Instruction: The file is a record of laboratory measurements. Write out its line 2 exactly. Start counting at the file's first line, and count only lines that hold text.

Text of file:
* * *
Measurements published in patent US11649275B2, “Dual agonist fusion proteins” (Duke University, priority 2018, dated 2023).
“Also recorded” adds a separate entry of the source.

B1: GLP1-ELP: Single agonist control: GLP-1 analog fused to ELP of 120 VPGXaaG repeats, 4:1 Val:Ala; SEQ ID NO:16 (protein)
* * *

“Also recorded” adds a separate entry of the source.